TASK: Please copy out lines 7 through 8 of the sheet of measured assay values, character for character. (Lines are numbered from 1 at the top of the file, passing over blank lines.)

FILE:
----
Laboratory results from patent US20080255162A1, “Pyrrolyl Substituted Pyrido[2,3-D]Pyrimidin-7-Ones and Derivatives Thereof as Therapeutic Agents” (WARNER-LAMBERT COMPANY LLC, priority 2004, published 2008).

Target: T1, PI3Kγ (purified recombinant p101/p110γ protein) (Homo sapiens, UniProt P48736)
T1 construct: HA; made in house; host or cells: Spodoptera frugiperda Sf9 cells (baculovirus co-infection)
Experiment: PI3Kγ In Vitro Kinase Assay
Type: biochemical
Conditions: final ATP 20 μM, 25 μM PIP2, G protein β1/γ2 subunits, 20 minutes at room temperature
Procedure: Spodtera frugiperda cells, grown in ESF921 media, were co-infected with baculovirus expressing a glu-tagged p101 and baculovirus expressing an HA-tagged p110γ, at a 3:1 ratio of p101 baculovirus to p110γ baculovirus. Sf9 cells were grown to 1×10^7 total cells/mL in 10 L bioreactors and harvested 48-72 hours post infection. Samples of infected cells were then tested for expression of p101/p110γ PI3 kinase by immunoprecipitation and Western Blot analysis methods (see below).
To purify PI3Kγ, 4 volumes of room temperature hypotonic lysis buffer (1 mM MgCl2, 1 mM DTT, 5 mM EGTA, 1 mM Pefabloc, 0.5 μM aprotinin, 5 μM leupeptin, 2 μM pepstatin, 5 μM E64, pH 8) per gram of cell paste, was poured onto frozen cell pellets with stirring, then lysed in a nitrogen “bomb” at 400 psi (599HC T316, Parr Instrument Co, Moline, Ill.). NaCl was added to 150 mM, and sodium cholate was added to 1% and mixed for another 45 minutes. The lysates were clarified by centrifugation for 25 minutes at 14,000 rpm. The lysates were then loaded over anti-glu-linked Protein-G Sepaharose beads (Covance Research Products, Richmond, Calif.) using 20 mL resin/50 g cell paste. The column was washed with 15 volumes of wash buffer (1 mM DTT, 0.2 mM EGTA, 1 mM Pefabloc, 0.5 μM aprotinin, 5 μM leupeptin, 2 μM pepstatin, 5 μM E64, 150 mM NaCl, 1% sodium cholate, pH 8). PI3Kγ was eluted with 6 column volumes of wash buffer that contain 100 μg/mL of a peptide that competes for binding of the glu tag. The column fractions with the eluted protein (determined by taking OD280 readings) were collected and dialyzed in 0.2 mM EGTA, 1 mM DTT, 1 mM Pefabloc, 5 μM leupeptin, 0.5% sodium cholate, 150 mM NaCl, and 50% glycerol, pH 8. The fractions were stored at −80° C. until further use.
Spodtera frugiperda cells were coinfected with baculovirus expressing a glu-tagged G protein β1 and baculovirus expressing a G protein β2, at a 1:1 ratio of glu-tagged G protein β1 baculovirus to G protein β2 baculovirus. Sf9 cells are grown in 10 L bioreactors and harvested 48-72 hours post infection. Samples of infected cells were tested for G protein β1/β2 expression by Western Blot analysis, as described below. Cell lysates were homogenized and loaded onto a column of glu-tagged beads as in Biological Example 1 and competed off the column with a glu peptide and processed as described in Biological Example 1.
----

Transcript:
Procedure: Spodtera frugiperda cells, grown in ESF921 media, were co-infected with baculovirus expressing a glu-tagged p101 and baculovirus expressing an HA-tagged p110γ, at a 3:1 ratio of p101 baculovirus to p110γ baculovirus. Sf9 cells were grown to 1×10^7 total cells/mL in 10 L bioreactors and harvested 48-72 hours post infection. Samples of infected cells were then tested for expression of p101/p110γ PI3 kinase by immunoprecipitation and Western Blot analysis methods (see below).
To purify PI3Kγ, 4 volumes of room temperature hypotonic lysis buffer (1 mM MgCl2, 1 mM DTT, 5 mM EGTA, 1 mM Pefabloc, 0.5 μM aprotinin, 5 μM leupeptin, 2 μM pepstatin, 5 μM E64, pH 8) per gram of cell paste, was poured onto frozen cell pellets with stirring, then lysed in a nitrogen “bomb” at 400 psi (599HC T316, Parr Instrument Co, Moline, Ill.). NaCl was added to 150 mM, and sodium cholate was added to 1% and mixed for another 45 minutes. The lysates were clarified by centrifugation for 25 minutes at 14,000 rpm. The lysates were then loaded over anti-glu-linked Protein-G Sepaharose beads (Covance Research Products, Richmond, Calif.) using 20 mL resin/50 g cell paste. The column was washed with 15 volumes of wash buffer (1 mM DTT, 0.2 mM EGTA, 1 mM Pefabloc, 0.5 μM aprotinin, 5 μM leupeptin, 2 μM pepstatin, 5 μM E64, 150 mM NaCl, 1% sodium cholate, pH 8). PI3Kγ was eluted with 6 column volumes of wash buffer that contain 100 μg/mL of a peptide that competes for binding of the glu tag. The column fractions with the eluted protein (determined by taking OD280 readings) were collected and dialyzed in 0.2 mM EGTA, 1 mM DTT, 1 mM Pefabloc, 5 μM leupeptin, 0.5% sodium cholate, 150 mM NaCl, and 50% glycerol, pH 8. The fractions were stored at −80° C. until further use.